With its future hanging in the balance, Infocom released Cornerstone in January 1985. Reviewers hailed its ease-of-use. The friendly menus, as well as the simplicity to enter data and perform joins, made it stand out from other relational databases. A PC Week columnist wrote, "Cornerstone is the best program I have ever used. ...the program is so easy to use, explaining its use is almost redundant. If you need a relational database, buy Cornerstone." [Leichtman, Kerry. PC Week. May 7, 1985]
At the same time, Cornerstone faced stiff competition from other databases on the market-especially from dBASE III which was released around the same time-but several technical problems kept it from becoming an instant hit. The most glaring problem was that it was not programmable. Users could not tailor the user interface, build applications, or create macros. Every operation was performed by built-in functions. Users of dBASE II, on the other hand, could extend the product's functionality by using an esoteric programming language. "No matter how easy [a database] was, you still needed it to be customized for what you were doing," Ilson said. "With dBASE, people would spend a long time making something work, but you could always do what you wanted it to do."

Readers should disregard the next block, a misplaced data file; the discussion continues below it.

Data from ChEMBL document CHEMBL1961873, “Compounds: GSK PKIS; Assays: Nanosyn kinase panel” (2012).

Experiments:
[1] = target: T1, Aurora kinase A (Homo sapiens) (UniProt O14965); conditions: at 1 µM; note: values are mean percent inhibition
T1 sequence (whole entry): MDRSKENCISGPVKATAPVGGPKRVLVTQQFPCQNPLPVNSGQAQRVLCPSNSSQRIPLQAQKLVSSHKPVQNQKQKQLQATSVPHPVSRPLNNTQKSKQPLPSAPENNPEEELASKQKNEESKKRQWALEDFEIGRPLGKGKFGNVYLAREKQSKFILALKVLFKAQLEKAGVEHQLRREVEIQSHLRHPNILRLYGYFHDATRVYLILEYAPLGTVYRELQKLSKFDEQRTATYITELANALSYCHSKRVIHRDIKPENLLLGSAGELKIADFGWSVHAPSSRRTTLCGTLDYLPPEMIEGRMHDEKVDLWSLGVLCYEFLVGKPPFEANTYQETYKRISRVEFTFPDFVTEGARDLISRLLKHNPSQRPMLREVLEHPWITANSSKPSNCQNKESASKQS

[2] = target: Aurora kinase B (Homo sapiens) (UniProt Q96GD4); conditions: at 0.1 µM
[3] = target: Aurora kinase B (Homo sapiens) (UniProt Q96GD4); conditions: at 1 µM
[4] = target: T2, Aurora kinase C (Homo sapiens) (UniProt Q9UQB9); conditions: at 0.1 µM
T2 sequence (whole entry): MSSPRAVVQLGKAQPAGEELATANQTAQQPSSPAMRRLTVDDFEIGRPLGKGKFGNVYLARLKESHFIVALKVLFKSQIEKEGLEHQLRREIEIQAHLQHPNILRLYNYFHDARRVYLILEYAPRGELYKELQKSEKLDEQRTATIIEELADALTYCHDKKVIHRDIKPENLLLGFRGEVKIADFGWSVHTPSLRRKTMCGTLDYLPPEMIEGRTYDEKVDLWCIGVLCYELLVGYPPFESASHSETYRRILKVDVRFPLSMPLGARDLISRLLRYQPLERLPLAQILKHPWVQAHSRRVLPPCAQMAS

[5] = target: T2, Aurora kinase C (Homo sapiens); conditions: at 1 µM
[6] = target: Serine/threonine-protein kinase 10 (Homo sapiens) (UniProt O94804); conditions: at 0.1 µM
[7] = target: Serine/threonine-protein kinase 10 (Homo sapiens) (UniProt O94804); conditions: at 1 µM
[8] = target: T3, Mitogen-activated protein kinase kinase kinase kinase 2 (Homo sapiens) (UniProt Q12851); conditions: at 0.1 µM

Performance also proved to be a critical problem. Because the IBM PC emerged as the dominant platform by 1985, the portability of Cornerstone no longer mattered. In fact, the overhead of using a virtual machine made Cornerstone slow on a IBM PC-XT, the main platform of the time.
Cornerstone sold over 10,000 copies in its first year and accounted for $1.8 million in sales. However, the company had spent money based on projections of growth, but 1985 saw an unexpected revenue slowdown in the games business that put the company in jeopardy.
What happened? where the sales enough? how about game sales?